More than 150 preschool and elementary school children gathered at Heritage Park on March 18 to catch a glimpse of La Verne’s past at the seventh annual Spring Squeeze.
Beginning March 9 and ending March 19, mornings at the Weber Ranch portion of the park were reserved for children from local schools.
While attending, they came and learned the “ins and outs” of La Verne life in the 1800s, when the city was referred to as the “Heart of the Orange Empire.”
“What’s wonderful is most of them [the students] know nothing about life on a farm,” Robin Molina, president of the Heritage Foundation, said.
On this particular day, a full schedule of schools attending had volunteers gearing up for a busy morning of demonstrating what life would have been like if they had lived in 19th century La Verne.
The property is fully maintained by the Heritage Foundation.
Both board members and foundation volunteers were on hand to assist in the running of the event.
For the children, the day started out with a tractor ride through the orange grove followed by a chance to see how an orange picker would have done his job in the days when orange groves flourished in La Verne.
“All of the oranges don’t come from Albertson’s,” Betty Umland, a Heritage Foundation volunteer of more than 20 years, said as she showed the kids how the oranges were harvested.
Umland explained how orange-pickers would climb up a ladder against the tree, pick the orange, put it into their bag and then bring it back down to dump in their box.
They were then paid for each box that they turned in to the warehouse.
The next stop on the tour was the vegetable garden, which currently had its winter crop planted, and then to the smudgepots to show how they were used to keep the oranges from freezing.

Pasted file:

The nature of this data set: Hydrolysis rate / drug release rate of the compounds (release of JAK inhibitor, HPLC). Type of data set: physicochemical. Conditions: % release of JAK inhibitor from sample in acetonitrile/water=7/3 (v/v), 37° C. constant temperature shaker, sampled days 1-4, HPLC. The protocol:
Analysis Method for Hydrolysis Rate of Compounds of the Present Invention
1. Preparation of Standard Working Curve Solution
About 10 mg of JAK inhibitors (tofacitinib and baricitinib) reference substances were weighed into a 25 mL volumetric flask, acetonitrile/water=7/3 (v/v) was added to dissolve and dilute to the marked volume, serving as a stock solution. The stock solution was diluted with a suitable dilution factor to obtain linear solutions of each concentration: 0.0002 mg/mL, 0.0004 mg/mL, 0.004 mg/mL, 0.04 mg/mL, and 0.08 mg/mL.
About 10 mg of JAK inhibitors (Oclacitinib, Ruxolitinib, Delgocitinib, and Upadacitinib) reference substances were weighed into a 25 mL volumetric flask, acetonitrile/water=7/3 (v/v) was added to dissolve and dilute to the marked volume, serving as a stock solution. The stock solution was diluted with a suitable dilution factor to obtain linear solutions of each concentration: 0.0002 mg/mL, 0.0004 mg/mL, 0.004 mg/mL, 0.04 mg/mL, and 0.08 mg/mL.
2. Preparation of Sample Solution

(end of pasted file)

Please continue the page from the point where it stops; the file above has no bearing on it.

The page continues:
“If they had frost, they’d put the smudgepots out in the grove,” Umland said.
However, it was eventually discovered that the oil used by the smudgepots was bad for the environment so they were replaced with wind machines that circulated warm air to achieve the same effect.
Students were then directed to the windmill where they got a chance to pump water for themselves.
Umland explained how in the 1800s, houses did not have running water like most people do today.
Instead, residents had to come to the windmill to get water for everything from bathing to cooking.
Then the students were finally able to get some hands-on experience, the part that Molina feels makes the event so special and exciting for children.
They were all taken to a station where they each got an orange, cleaned it, and hand squeezed it with a manual orange squeezer.
They were then able to drink their delicious product.
At the last station of the day, the children were able to take half of the rind of the orange they just squeezed and plant a flower in it to take home to share with their family.
They were instructed to take the flower, orange rind and all, and plant it in a pot or in the garden once they got home.
The rind would then feed their flower to keep it healthy.
After the tour the kids and chaperones could then purchase a bag and go pick their own oranges. Everyone seemed pleased with the way the event turned out.
“I think it’s great, I love it,” said Pat McKenzie, whose grandchildren were on the field trip.
“How often do the kids in California get to see something like this?”
Debbie Allison can be reached at firstname.lastname@example.org.
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